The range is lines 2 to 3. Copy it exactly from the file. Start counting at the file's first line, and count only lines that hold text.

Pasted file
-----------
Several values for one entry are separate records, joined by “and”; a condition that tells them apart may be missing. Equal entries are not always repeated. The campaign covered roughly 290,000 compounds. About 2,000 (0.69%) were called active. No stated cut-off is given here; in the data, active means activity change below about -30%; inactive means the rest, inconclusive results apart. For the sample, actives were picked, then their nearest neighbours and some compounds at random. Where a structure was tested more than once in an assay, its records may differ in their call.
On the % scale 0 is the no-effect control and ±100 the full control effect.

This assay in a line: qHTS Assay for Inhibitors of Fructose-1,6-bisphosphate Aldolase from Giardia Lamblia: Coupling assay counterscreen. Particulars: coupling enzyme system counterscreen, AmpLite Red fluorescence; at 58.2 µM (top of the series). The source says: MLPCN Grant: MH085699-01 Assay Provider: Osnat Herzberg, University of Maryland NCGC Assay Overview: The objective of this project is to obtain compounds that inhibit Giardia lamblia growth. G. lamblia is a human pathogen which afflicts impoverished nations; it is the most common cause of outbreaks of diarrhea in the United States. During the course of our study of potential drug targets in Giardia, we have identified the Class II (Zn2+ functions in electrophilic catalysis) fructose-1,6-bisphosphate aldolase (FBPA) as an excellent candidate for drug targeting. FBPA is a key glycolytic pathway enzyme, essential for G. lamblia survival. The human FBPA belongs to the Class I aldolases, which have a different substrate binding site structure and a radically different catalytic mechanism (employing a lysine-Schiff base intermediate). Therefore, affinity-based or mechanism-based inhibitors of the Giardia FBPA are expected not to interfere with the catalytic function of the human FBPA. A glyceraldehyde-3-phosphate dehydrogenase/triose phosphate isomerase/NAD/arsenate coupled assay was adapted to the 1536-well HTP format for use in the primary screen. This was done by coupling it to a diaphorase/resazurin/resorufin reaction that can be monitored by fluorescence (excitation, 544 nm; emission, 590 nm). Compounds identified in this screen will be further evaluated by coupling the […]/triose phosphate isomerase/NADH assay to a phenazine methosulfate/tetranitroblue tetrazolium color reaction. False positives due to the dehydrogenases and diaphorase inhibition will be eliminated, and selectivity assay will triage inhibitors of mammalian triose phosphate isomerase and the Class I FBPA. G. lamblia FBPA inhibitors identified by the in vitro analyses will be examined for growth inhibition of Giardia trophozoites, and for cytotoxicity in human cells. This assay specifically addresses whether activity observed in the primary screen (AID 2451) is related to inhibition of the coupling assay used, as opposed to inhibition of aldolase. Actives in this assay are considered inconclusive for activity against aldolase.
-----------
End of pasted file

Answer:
On the % scale 0 is the no-effect control and ±100 the full control effect.

This assay in a line: qHTS Assay for Inhibitors of Fructose-1,6-bisphosphate Aldolase from Giardia Lamblia: Coupling assay counterscreen. Particulars: coupling enzyme system counterscreen, AmpLite Red fluorescence; at 58.2 µM (top of the series). The source says: MLPCN Grant: MH085699-01 Assay Provider: Osnat Herzberg, University of Maryland NCGC Assay Overview: The objective of this project is to obtain compounds that inhibit Giardia lamblia growth. G. lamblia is a human pathogen which afflicts impoverished nations; it is the most common cause of outbreaks of diarrhea in the United States. During the course of our study of potential drug targets in Giardia, we have identified the Class II (Zn2+ functions in electrophilic catalysis) fructose-1,6-bisphosphate aldolase (FBPA) as an excellent candidate for drug targeting. FBPA is a key glycolytic pathway enzyme, essential for G. lamblia survival. The human FBPA belongs to the Class I aldolases, which have a different substrate binding site structure and a radically different catalytic mechanism (employing a lysine-Schiff base intermediate). Therefore, affinity-based or mechanism-based inhibitors of the Giardia FBPA are expected not to interfere with the catalytic function of the human FBPA. A glyceraldehyde-3-phosphate dehydrogenase/triose phosphate isomerase/NAD/arsenate coupled assay was adapted to the 1536-well HTP format for use in the primary screen. This was done by coupling it to a diaphorase/resazurin/resorufin reaction that can be monitored by fluorescence (excitation, 544 nm; emission, 590 nm). Compounds identified in this screen will be further evaluated by coupling the […]/triose phosphate isomerase/NADH assay to a phenazine methosulfate/tetranitroblue tetrazolium color reaction. False positives due to the dehydrogenases and diaphorase inhibition will be eliminated, and selectivity assay will triage inhibitors of mammalian triose phosphate isomerase and the Class I FBPA. G. lamblia FBPA inhibitors identified by the in vitro analyses will be examined for growth inhibition of Giardia trophozoites, and for cytotoxicity in human cells. This assay specifically addresses whether activity observed in the primary screen (AID 2451) is related to inhibition of the coupling assay used, as opposed to inhibition of aldolase. Actives in this assay are considered inconclusive for activity against aldolase.